If you open this binary in Binary Ninja or any other disassembler, you’ll see a that the flow is quite weird. After looking at the strings tab I found UPX listed in there, this explains the weird graph.
UPX is an open-source packer. A packer is just a piece of software that compresses the binary, when the binary is run it will unpack itself. Packing an exe could reduce it’s size by 30% or so.. since UPX is free you could also use it to unpack binaries. Unpacking is left as a exercise to the reader (I’m lazy)
After you’ve unpacked the binary, running it will no longer works but that’s okay. I continued my analysis with 2 copies of the binary, the unpacked one for static analysis and the packed one for debugging.
After that I found out that you can make the binary work after unpacking if you disable ASLR. That’s a DLLCharacteristic, you may google how to do that.
After looking at the main function, I found a call to a function which starts with a lot of printf. This is our introduction function.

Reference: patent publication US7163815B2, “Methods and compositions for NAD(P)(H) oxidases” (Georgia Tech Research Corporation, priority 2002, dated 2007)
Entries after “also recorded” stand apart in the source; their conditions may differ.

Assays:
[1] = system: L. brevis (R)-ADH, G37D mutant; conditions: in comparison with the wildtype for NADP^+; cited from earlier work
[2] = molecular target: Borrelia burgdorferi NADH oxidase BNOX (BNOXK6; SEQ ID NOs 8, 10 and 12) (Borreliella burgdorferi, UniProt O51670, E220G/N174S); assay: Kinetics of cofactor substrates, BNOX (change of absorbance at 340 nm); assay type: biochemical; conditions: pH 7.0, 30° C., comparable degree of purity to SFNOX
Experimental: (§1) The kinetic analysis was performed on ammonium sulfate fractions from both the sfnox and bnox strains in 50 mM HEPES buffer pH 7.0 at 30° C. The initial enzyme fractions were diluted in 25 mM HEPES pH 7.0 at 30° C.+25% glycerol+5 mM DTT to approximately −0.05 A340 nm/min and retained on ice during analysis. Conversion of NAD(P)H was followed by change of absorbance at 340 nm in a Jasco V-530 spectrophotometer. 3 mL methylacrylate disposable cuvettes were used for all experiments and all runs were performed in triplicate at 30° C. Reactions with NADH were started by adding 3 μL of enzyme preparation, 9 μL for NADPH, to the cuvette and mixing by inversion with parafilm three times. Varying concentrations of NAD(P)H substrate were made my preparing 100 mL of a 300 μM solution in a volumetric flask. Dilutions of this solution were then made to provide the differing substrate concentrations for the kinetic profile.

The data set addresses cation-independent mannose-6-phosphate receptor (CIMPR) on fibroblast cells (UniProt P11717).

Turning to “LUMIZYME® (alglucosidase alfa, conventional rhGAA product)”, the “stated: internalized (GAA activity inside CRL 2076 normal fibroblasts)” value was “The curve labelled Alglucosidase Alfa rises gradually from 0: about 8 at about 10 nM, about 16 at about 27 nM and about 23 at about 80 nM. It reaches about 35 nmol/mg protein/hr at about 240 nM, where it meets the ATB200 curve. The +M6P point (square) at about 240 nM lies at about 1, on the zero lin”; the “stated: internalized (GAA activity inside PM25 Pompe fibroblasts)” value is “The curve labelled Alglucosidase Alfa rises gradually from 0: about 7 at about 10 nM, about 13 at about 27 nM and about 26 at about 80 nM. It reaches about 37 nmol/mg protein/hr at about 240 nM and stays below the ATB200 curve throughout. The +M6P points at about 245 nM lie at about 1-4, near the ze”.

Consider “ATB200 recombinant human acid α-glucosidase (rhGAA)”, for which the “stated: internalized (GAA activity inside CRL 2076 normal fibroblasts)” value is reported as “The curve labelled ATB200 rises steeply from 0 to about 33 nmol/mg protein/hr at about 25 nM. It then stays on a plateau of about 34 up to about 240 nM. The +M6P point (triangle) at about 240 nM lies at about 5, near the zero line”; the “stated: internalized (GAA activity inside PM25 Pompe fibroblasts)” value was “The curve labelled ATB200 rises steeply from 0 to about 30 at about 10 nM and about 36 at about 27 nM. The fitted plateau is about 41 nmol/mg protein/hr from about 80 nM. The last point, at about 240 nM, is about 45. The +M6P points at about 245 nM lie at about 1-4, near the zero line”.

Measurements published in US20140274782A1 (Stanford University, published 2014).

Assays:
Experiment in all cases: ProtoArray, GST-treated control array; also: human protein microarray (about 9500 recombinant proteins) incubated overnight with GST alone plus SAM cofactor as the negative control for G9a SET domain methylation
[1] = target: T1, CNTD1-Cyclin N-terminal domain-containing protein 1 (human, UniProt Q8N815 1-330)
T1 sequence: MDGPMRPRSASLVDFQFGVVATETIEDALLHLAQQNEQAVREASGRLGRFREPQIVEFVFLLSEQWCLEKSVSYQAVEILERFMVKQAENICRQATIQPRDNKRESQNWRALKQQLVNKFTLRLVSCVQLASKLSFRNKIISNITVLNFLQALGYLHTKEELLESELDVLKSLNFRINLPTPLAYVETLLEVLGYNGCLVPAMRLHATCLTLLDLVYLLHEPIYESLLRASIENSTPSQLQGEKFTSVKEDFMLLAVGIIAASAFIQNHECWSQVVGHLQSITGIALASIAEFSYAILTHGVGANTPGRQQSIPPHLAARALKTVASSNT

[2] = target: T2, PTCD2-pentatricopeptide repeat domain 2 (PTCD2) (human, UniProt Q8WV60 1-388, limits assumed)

Here we can observe that a 10 digit password is required, but the scanf read count is compared with 15. One block below a 15 digit password is required, we can skip this and enter the 15 digit password directly.
The rest is just hunting for the password, basically, the password is compared at various places with hardcoded characters. If your hunt is successfully then you’ll find the password, use a debugger if you struggle, the only ‘hard’ thing is that the password is not compared in order.
For example: After you enter the 15 digit password, the input is strncpy’ed into a buffer and a function is called. You can check on MSDN the parameters that strncpy_s takes.
Next, the function that I’ve called digits_check is called. Let’s see what this function does.
Now everything resumes at discovering the password bits by bits. If you hunt is successful then you’ll have something like this: h@ckth3parad1$E
Thank you for reading and happy hacking!